Necropsies (or animal autopsies) are performed on all marine mammals that are reported in our response region, provided they are in good condition and reasonably accessible. Seals and small whales such as porpoises and dolphins are collected and brought back to COA to be necropsied on campus. In the case of a large whale, we either travel to the animal or tow it in to an appropriate landing area.  We will then perform the necropsy right on the beach collecting Level A data and tissue samples. And if possible, we collect the skeleton as well!

On August 14, 2012, a dead sperm whale was found floating off Schoodic Point near the entrance to Frenchman Bay by U.S. Coast Guard and reported to NOAA Fisheries. They in turn relayed the information to Allied Whale. A stranding response team was deployed to retrieve the whale and tow it in to the College of the Atlantic where it was moored to a floating dock pending a necropsy.

On August 20, 2012, a team of over 50 people descended on the beach at first light to begin the external examination, take measurements and blubber thicknesses (the latter to gauge body condition). The team then began the long process of the internal examination and bone retrieval using large knives known as flensing knives and a large excavator to lift and carry the larger bones and soft tissue.  This sperm whale, a rare find in our waters, was an adult male, fifty feet in length. The cause of death could not be determined as it was in a state of advanced deposition. However, the team did find an old cable scar on its head showing that it was a victim to human impact as one point in its life. Necropsies are a critical part of stranding response.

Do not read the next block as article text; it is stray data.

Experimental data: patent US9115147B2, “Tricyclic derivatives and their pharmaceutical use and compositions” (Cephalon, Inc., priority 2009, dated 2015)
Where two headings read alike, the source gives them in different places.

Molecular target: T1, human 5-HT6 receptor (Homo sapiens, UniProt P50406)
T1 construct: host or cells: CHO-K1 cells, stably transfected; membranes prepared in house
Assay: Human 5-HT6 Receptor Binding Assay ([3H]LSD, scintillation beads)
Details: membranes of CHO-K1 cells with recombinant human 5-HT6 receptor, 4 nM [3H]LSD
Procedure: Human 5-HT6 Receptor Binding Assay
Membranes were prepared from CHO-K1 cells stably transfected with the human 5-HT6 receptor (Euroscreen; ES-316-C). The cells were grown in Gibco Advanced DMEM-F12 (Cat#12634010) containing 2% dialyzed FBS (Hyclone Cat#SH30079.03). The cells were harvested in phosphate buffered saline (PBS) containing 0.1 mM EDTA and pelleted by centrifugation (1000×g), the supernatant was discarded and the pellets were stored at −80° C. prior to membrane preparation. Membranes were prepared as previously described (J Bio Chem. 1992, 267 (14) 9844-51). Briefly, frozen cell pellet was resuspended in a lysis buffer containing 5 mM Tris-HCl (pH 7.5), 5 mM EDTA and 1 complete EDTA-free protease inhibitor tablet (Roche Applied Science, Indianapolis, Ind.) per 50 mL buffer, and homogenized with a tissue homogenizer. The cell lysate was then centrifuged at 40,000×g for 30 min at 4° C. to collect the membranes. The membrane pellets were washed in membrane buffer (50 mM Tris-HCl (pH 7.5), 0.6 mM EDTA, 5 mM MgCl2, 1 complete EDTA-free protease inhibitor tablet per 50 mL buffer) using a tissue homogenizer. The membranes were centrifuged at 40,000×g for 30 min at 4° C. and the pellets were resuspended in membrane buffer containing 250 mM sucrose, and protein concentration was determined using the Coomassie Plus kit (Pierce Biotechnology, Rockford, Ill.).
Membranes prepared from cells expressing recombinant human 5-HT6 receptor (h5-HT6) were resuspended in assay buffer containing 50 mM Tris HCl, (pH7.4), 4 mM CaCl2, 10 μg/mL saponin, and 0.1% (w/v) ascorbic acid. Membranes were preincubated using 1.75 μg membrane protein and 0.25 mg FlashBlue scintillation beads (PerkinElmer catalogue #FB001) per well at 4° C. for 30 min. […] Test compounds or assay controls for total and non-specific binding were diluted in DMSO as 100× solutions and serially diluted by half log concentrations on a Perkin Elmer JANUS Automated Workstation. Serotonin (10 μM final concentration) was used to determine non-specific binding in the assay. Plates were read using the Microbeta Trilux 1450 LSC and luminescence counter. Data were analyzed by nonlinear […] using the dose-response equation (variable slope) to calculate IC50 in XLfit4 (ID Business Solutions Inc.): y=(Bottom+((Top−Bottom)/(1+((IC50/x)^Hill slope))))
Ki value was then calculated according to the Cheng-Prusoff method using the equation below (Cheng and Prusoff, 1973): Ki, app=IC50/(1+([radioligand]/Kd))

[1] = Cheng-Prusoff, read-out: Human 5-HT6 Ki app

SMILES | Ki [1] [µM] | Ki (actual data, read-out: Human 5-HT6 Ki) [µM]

In this case, no cause of death was determined.